On last night's Desperate Housewives, Susan's friends react to her unusual baby name choice. But does a name really determine how a person is treated? Our expert weighs in.
We asked Jennifer Moss from BabyNames.com, what's really in a name?
"Don't fool yourself," she says. "What you name your child really does matter. Studies have shown that kids are treated differently in school depending on their names. But a lot has to do with personal, as well as community, perception."
"Personal perception would be your personal experiences -- identifying a name with the people you know and grew up with," she continues. "For example, if you have a horrid Aunt Hattie who you can't stand, you will be averse to that name. Or if there was a bully in school named Bobby, most likely you won't choose that as a baby name."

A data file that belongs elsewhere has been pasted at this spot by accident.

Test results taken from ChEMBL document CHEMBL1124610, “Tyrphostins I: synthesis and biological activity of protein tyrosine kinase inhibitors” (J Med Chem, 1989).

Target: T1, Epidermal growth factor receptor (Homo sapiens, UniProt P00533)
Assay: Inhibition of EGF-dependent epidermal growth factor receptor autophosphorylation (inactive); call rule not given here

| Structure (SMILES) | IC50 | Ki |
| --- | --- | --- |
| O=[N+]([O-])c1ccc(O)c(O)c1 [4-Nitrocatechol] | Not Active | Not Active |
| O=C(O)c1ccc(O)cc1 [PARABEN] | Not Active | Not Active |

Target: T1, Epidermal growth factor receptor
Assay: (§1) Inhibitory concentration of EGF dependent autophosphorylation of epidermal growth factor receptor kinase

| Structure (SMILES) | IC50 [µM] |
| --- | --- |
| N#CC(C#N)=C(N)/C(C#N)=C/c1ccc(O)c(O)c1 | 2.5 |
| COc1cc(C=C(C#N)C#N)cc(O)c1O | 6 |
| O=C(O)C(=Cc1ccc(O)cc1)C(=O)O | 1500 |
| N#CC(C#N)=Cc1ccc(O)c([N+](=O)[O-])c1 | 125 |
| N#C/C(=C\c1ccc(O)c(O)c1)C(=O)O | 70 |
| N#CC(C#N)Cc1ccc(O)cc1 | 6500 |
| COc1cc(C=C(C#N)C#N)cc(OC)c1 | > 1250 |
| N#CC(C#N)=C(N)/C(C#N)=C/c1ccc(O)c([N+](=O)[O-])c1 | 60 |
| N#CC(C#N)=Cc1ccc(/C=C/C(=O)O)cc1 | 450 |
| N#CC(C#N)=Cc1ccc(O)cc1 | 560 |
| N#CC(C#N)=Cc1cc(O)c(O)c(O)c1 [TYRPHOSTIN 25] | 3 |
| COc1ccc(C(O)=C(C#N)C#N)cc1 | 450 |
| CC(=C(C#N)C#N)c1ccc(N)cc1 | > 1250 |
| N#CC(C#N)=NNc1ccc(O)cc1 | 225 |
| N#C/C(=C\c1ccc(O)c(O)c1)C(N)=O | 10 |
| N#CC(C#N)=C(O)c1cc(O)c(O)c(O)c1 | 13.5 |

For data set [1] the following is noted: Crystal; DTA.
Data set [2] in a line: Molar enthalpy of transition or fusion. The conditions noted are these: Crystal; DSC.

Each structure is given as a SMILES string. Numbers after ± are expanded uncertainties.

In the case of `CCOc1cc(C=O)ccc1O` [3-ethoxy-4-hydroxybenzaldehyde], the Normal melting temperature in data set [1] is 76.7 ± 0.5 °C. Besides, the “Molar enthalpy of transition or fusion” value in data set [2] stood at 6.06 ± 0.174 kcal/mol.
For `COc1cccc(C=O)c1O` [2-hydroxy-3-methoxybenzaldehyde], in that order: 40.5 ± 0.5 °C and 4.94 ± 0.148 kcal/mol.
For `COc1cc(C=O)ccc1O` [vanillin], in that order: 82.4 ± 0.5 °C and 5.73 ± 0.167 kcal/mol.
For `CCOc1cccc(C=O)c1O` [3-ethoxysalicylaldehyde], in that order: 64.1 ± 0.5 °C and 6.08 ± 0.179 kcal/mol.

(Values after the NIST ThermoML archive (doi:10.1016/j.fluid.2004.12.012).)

"Community perception is like when someone famous or a famous character has a particular name, so an entire community associates the name with the person," she adds. "For example, the name 'Michael Jackson' and 'Paris' bring up images of the celebrity for MANY people."
And the deal with "Maynard"?
"Maynard is mostly used in the South," she explains. "Because it is a French surname, it may have been popularized first in the Creole culture in Louisiana. It is a French version of a German name meaning 'strong'."